- The Beyond Faces Foundation was created when the parents of patients and former patients who are now adults, who underwent craniofacial surgery wanted to contribute to improving the future of children requiring facial reconstruction. Changing someone’s face, part of their identity, requires interprofessional collaboration over years. Surgery is trauma and that commands respect. The standard of care is to grow the child large enough to harvest bone from their body to relocate to their face. We don’t want to subject the child unnecessarily to years of difficulty breathing, swallowing, speaking, or socializing only to further subject them to a grafting procedure than a craniofacial procedure with a greater length of anesthesia and recovery. We believe a patient should be provided with all their treatment options, not only the ones a provider is capable of; the burden of being able to provide services is the provider’s not the patients’. Beyond Faces utilizes bone morphogenetic protein (BMP) and a unique protocol so children can be treated sooner with less anesthesia time because there’s no initial harvesting procedure to do or recover from. We train doctors domestically and internationally so there really isn’t any reason for providers not to evolve the standard of care. Eventually, the standard of care will surpass what Beyond Faces is doing—as it should. The Director of Beyond Faces, Martin Chin, says that the goal “of surgery is full anatomic and physiologic regeneration without surgical incursion.”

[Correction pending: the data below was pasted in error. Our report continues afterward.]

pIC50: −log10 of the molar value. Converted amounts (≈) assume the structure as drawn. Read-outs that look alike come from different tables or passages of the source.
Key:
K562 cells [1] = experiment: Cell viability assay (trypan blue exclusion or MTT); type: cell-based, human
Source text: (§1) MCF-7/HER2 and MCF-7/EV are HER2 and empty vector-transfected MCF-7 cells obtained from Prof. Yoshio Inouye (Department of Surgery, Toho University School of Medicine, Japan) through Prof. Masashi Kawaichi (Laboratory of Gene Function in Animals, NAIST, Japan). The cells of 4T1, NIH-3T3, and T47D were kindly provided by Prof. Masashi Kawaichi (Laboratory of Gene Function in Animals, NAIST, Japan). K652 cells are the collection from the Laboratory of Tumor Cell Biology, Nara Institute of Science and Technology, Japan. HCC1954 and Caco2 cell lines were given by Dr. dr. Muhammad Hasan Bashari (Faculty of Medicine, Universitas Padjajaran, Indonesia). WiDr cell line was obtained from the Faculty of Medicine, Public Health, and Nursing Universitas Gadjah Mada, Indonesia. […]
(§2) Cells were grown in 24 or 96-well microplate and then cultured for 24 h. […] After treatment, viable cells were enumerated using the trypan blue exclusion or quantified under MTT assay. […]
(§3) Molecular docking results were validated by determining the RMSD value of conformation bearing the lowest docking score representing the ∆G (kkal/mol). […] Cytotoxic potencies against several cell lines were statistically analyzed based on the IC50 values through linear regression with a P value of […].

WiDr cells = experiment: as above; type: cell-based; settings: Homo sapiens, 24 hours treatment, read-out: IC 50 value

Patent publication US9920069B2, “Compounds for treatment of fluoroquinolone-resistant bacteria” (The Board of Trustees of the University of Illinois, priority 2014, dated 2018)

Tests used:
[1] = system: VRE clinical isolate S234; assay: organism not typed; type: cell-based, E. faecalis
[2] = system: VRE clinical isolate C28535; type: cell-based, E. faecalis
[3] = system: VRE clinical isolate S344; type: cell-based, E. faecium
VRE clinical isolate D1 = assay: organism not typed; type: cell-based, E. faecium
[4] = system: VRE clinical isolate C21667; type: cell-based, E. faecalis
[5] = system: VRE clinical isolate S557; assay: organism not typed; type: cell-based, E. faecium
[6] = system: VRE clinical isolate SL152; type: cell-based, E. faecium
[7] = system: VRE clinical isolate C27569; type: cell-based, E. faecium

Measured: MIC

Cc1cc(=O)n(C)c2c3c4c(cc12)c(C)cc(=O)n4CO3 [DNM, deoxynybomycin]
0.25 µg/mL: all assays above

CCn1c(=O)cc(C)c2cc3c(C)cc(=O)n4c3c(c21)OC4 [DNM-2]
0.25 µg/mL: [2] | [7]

- My role with Beyond Faces began before I had any clinical experience. I’ve never identified as a “science person” yet I was a research assistant who acquired data for primary investigators to submit to the FDA for approval of BMP use in children’s faces. Then I wanted to help families realize their vision of helping children. I had no nonprofit experience at the time, but I was able to find a mentor and later worked for the Children’s Hospitals Foundation. Over the years I’ve assisted with lectures, workshops, and publications to disseminate the knowledge behind the care Beyond Faces provides, and I started that before becoming a clinician. My point is that it really is ok to do what you can with what you have; to make choices that create more opportunities not fewer; to make choices out of curiosity and not fear. I say that with absolute awareness that I’m doing so from a place of privilege. Operating from a place of gratitude, which is not always easy, allowed me to create (and help others create) some very meaningful things.
- For others to share in the mission of Beyond Faces requires they ask themselves, not necessarily as clinicians, in what way they would like to contribute to the health of their communities and then go do it.